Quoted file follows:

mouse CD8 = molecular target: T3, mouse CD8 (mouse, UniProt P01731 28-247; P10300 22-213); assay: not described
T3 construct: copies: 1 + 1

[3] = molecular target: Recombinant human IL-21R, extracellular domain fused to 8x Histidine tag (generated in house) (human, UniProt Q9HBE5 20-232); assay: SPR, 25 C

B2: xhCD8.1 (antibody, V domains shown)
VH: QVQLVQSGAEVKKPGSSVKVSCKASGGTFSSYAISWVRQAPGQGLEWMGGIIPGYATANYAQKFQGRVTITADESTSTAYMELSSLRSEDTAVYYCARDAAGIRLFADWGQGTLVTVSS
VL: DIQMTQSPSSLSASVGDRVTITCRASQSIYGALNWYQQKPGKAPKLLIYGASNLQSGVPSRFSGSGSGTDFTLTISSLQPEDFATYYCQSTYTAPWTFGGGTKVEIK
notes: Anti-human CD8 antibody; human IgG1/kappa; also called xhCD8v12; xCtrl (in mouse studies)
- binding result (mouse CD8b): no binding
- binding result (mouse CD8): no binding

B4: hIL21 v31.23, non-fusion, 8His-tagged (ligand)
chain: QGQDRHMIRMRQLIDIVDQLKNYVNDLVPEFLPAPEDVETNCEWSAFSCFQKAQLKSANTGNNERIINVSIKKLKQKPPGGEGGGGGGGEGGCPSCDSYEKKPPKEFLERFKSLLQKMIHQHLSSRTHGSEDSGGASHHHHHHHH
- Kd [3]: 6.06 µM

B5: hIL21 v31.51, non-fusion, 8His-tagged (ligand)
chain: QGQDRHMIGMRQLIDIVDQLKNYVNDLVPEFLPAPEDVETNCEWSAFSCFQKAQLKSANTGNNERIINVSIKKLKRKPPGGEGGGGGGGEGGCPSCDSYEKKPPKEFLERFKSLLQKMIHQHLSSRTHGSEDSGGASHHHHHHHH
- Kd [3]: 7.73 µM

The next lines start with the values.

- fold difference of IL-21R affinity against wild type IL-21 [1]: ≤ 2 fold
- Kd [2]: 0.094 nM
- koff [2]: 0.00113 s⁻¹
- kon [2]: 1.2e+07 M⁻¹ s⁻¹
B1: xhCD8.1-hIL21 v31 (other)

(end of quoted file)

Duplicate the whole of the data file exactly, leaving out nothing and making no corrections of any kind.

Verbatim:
mouse CD8 = molecular target: T3, mouse CD8 (mouse, UniProt P01731 28-247; P10300 22-213); assay: not described
T3 construct: copies: 1 + 1

[3] = molecular target: Recombinant human IL-21R, extracellular domain fused to 8x Histidine tag (generated in house) (human, UniProt Q9HBE5 20-232); assay: SPR, 25 C

B2: xhCD8.1 (antibody, V domains shown)
VH: QVQLVQSGAEVKKPGSSVKVSCKASGGTFSSYAISWVRQAPGQGLEWMGGIIPGYATANYAQKFQGRVTITADESTSTAYMELSSLRSEDTAVYYCARDAAGIRLFADWGQGTLVTVSS
VL: DIQMTQSPSSLSASVGDRVTITCRASQSIYGALNWYQQKPGKAPKLLIYGASNLQSGVPSRFSGSGSGTDFTLTISSLQPEDFATYYCQSTYTAPWTFGGGTKVEIK
notes: Anti-human CD8 antibody; human IgG1/kappa; also called xhCD8v12; xCtrl (in mouse studies)
- binding result (mouse CD8b): no binding
- binding result (mouse CD8): no binding

B4: hIL21 v31.23, non-fusion, 8His-tagged (ligand)
chain: QGQDRHMIRMRQLIDIVDQLKNYVNDLVPEFLPAPEDVETNCEWSAFSCFQKAQLKSANTGNNERIINVSIKKLKQKPPGGEGGGGGGGEGGCPSCDSYEKKPPKEFLERFKSLLQKMIHQHLSSRTHGSEDSGGASHHHHHHHH
- Kd [3]: 6.06 µM

B5: hIL21 v31.51, non-fusion, 8His-tagged (ligand)
chain: QGQDRHMIGMRQLIDIVDQLKNYVNDLVPEFLPAPEDVETNCEWSAFSCFQKAQLKSANTGNNERIINVSIKKLKRKPPGGEGGGGGGGEGGCPSCDSYEKKPPKEFLERFKSLLQKMIHQHLSSRTHGSEDSGGASHHHHHHHH
- Kd [3]: 7.73 µM

The next lines start with the values.

- fold difference of IL-21R affinity against wild type IL-21 [1]: ≤ 2 fold
- Kd [2]: 0.094 nM
- koff [2]: 0.00113 s⁻¹
- kon [2]: 1.2e+07 M⁻¹ s⁻¹
B1: xhCD8.1-hIL21 v31 (other)